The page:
I like to be alone.
People always seem to think I’m crazy for wanting to venture into the dangerous, frightening realm of solitude.
A lot of my classmates think I’m crazy for not having plans on a Tuesday night. “Come out with us!” they say. “You need to!” No, I don’t need to.
After a full day of classes, homework and a part-time job, all I want is to be in my own home, where it’s quiet and I can finally be alone with my own thoughts and Netflix.
I’ve been an introvert all my life and many extroverts seem to have issues with that. They tell me I’d be happier if I were more outgoing or social and that I don’t need to be “that way.”
Being introverted doesn’t mean I don’t enjoy the company of people. I’m just picky about what I do and who I do it with. For me, that’s a good thing. It means I never have to do anything I’m not interested in and I never have to spend time with people I don’t care for.
Far too many times, I’ve watched poor souls shrug their shoulders and go along with their friends’ unattractive plans. I can see it on their faces and hear it in their voices and I can tell they’d much rather be off doing something else. They lack the chutzpah to speak up and take their own path. Life’s too short for that.
My time, like everyone else’s, is valuable, which is why I’m very particular about who or what I give it to.
When friends of mine invite me to do something I don’t want to do, I have no qualms about saying so, even if I don’t have any other plans. I’d much rather be home than out doing something I don’t enjoy, or worse, doing something I don’t enjoy with people I don’t enjoy.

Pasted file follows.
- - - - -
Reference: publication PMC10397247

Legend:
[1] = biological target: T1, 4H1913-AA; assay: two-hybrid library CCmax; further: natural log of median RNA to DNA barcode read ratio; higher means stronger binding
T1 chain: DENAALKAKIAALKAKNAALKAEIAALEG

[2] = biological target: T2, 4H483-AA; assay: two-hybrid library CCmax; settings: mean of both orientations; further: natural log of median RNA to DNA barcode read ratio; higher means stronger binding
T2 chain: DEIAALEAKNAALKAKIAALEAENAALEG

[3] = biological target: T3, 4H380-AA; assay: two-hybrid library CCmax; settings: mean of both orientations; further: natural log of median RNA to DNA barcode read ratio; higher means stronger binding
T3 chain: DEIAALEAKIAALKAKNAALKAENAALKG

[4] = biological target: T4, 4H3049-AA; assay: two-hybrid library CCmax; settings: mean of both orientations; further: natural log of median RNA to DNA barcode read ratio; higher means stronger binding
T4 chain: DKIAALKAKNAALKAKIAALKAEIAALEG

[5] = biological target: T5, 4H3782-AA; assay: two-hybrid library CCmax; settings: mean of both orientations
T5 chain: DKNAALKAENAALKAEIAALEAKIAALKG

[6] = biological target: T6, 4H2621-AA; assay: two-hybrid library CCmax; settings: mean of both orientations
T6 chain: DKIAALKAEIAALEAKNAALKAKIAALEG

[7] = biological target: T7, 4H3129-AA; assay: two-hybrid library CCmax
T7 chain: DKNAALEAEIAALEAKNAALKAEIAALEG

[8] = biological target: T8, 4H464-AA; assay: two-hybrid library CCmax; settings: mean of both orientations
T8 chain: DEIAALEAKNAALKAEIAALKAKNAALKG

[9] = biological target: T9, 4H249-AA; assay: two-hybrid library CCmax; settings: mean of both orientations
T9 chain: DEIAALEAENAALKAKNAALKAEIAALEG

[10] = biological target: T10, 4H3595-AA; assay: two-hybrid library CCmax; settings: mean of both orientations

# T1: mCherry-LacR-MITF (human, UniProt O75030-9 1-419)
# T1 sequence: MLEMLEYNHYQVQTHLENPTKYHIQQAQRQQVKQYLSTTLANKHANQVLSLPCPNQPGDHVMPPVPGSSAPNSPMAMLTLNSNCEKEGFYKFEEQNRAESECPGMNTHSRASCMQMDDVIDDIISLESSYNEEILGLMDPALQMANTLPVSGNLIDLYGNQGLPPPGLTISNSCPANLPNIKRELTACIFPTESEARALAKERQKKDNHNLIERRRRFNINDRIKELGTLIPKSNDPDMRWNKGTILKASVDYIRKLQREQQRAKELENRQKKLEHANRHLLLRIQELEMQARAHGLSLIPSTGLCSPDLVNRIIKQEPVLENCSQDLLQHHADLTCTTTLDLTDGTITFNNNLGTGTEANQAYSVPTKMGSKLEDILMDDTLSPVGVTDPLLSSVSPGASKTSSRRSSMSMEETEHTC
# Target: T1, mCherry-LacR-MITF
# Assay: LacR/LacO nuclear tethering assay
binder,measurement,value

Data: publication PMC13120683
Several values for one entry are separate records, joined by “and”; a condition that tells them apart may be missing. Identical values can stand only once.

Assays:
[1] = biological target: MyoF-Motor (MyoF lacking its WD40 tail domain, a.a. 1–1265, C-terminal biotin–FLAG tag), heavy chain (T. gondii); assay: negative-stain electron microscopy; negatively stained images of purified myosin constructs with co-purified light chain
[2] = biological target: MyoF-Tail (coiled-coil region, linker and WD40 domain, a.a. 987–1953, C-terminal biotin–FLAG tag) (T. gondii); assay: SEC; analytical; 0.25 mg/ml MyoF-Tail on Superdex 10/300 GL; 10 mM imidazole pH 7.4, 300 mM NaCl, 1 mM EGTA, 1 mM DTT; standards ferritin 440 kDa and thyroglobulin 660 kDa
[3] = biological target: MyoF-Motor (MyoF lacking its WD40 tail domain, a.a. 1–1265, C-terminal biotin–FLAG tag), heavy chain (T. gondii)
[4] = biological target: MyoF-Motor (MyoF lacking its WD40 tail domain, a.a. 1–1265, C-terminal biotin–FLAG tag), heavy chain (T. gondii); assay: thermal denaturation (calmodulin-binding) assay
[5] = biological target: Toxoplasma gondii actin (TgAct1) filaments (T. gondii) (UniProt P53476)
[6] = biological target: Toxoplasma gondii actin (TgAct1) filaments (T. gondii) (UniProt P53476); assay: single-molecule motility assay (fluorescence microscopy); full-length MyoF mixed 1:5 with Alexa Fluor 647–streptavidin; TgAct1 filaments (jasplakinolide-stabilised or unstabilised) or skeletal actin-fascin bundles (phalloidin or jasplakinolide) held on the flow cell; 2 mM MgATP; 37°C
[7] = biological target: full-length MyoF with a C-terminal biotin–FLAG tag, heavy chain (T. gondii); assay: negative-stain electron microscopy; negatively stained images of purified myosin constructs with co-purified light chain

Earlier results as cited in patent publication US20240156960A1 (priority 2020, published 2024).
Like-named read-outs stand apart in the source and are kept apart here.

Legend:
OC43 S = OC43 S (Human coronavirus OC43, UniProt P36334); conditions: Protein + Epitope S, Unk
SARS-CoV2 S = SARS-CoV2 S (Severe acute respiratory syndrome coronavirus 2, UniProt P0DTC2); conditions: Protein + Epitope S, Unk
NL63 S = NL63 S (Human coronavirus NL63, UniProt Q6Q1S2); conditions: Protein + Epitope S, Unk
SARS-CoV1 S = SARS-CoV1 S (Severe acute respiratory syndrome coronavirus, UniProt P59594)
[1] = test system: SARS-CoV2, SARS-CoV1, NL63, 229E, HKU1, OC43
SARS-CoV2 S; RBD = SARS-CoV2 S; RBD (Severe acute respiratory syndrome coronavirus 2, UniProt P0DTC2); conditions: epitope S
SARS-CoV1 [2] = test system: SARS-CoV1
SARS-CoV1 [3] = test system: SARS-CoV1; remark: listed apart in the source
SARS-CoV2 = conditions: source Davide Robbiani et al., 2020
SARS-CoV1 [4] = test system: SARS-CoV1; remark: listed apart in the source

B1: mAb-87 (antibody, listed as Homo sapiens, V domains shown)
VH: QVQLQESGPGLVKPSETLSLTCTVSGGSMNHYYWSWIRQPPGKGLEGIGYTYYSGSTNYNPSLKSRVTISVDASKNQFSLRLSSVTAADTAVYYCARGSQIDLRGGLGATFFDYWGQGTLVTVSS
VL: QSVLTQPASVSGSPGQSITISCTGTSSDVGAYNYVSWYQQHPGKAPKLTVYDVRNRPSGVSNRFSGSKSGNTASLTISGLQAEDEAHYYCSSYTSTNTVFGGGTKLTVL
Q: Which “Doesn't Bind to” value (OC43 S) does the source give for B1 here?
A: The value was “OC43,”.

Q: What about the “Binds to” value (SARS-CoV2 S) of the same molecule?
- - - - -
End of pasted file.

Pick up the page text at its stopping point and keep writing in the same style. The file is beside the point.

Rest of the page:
Why are extroverts so enamored by crowds and big events where they can’t get to know anyone, much less spend any quality time with them? Things like football games, clubs and rowdy parties are fraught with small talk and performance.
At any party I actually do decide to attend, it’s not hard to find someone awkwardly buried in conversation with someone they aren’t interested in. I watch them smile and nod and check their watch and shift their weight with pity.
Why not just excuse yourself?
It’s a much easier, happier life when you have fewer, but closer, friends. I’m so much more satisfied by slow, quiet evenings of meaningful conversation, good food and friends who make me laugh than by loud, blurry nights of speedy encounters with people I’ll never see again.
Extroverts like to think they’re freer and more fulfilled than introverts, but being an introvert grants me the privilege to be comfortable all the time. I don’t feel better about myself when I attend something because everyone else is going.
The coolest, most interesting people I respect and admire call me their friend and make time in their schedules to see me one-on-one.
Reach the columnist at email@example.com or follow him at @MrJakeWAdler.
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